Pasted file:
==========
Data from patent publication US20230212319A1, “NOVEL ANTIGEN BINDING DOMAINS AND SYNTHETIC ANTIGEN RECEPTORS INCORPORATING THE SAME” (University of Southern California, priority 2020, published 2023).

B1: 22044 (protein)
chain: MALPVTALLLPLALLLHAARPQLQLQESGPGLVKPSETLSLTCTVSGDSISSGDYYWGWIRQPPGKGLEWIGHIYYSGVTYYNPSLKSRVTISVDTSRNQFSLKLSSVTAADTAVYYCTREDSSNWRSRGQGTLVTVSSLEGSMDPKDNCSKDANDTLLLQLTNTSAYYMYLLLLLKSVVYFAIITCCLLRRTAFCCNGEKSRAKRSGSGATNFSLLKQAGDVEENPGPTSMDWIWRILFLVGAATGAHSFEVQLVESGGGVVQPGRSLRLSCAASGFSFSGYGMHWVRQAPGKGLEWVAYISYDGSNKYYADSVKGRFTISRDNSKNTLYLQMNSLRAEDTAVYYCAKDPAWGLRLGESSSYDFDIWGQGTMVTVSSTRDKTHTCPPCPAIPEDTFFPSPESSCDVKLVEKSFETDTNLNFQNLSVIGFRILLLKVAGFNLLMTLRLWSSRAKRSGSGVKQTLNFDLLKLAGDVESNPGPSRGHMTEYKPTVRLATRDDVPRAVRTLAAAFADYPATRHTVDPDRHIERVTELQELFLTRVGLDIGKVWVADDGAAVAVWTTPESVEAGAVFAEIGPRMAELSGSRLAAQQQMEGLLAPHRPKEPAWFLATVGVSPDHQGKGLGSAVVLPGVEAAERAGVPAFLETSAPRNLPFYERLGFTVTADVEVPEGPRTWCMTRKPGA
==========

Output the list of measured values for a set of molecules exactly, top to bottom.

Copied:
Data from patent publication US20230212319A1, “NOVEL ANTIGEN BINDING DOMAINS AND SYNTHETIC ANTIGEN RECEPTORS INCORPORATING THE SAME” (University of Southern California, priority 2020, published 2023).

B1: 22044 (protein)
chain: MALPVTALLLPLALLLHAARPQLQLQESGPGLVKPSETLSLTCTVSGDSISSGDYYWGWIRQPPGKGLEWIGHIYYSGVTYYNPSLKSRVTISVDTSRNQFSLKLSSVTAADTAVYYCTREDSSNWRSRGQGTLVTVSSLEGSMDPKDNCSKDANDTLLLQLTNTSAYYMYLLLLLKSVVYFAIITCCLLRRTAFCCNGEKSRAKRSGSGATNFSLLKQAGDVEENPGPTSMDWIWRILFLVGAATGAHSFEVQLVESGGGVVQPGRSLRLSCAASGFSFSGYGMHWVRQAPGKGLEWVAYISYDGSNKYYADSVKGRFTISRDNSKNTLYLQMNSLRAEDTAVYYCAKDPAWGLRLGESSSYDFDIWGQGTMVTVSSTRDKTHTCPPCPAIPEDTFFPSPESSCDVKLVEKSFETDTNLNFQNLSVIGFRILLLKVAGFNLLMTLRLWSSRAKRSGSGVKQTLNFDLLKLAGDVESNPGPSRGHMTEYKPTVRLATRDDVPRAVRTLAAAFADYPATRHTVDPDRHIERVTELQELFLTRVGLDIGKVWVADDGAAVAVWTTPESVEAGAVFAEIGPRMAELSGSRLAAQQQMEGLLAPHRPKEPAWFLATVGVSPDHQGKGLGSAVVLPGVEAAERAGVPAFLETSAPRNLPFYERLGFTVTADVEVPEGPRTWCMTRKPGA